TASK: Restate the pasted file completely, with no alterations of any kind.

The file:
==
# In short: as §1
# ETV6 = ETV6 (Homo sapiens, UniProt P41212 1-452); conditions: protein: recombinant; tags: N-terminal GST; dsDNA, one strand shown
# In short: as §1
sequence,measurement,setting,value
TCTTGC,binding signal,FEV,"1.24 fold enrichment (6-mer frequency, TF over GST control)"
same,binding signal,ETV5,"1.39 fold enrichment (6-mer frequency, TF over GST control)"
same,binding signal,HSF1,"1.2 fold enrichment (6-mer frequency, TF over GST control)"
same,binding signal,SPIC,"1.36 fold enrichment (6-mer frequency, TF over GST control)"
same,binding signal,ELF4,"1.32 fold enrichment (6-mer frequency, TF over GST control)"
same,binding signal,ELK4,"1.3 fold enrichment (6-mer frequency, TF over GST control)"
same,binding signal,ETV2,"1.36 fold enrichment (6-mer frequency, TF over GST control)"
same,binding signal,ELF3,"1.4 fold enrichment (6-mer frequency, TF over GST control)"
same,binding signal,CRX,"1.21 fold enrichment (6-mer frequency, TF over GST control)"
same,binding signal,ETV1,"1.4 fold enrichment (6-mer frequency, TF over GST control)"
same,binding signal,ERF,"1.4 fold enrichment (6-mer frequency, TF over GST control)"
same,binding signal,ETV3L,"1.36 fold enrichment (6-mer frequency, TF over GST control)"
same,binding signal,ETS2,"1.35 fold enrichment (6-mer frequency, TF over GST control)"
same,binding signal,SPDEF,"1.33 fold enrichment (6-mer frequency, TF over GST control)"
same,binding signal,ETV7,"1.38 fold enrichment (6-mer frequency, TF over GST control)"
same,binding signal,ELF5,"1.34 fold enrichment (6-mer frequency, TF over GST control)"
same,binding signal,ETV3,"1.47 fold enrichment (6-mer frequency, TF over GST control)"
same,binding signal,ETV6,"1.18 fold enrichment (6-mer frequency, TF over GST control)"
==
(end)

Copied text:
# In short: as §1
# ETV6 = ETV6 (Homo sapiens, UniProt P41212 1-452); conditions: protein: recombinant; tags: N-terminal GST; dsDNA, one strand shown
# In short: as §1
sequence,measurement,setting,value
TCTTGC,binding signal,FEV,"1.24 fold enrichment (6-mer frequency, TF over GST control)"
same,binding signal,ETV5,"1.39 fold enrichment (6-mer frequency, TF over GST control)"
same,binding signal,HSF1,"1.2 fold enrichment (6-mer frequency, TF over GST control)"
same,binding signal,SPIC,"1.36 fold enrichment (6-mer frequency, TF over GST control)"
same,binding signal,ELF4,"1.32 fold enrichment (6-mer frequency, TF over GST control)"
same,binding signal,ELK4,"1.3 fold enrichment (6-mer frequency, TF over GST control)"
same,binding signal,ETV2,"1.36 fold enrichment (6-mer frequency, TF over GST control)"
same,binding signal,ELF3,"1.4 fold enrichment (6-mer frequency, TF over GST control)"
same,binding signal,CRX,"1.21 fold enrichment (6-mer frequency, TF over GST control)"
same,binding signal,ETV1,"1.4 fold enrichment (6-mer frequency, TF over GST control)"
same,binding signal,ERF,"1.4 fold enrichment (6-mer frequency, TF over GST control)"
same,binding signal,ETV3L,"1.36 fold enrichment (6-mer frequency, TF over GST control)"
same,binding signal,ETS2,"1.35 fold enrichment (6-mer frequency, TF over GST control)"
same,binding signal,SPDEF,"1.33 fold enrichment (6-mer frequency, TF over GST control)"
same,binding signal,ETV7,"1.38 fold enrichment (6-mer frequency, TF over GST control)"
same,binding signal,ELF5,"1.34 fold enrichment (6-mer frequency, TF over GST control)"
same,binding signal,ETV3,"1.47 fold enrichment (6-mer frequency, TF over GST control)"
same,binding signal,ETV6,"1.18 fold enrichment (6-mer frequency, TF over GST control)"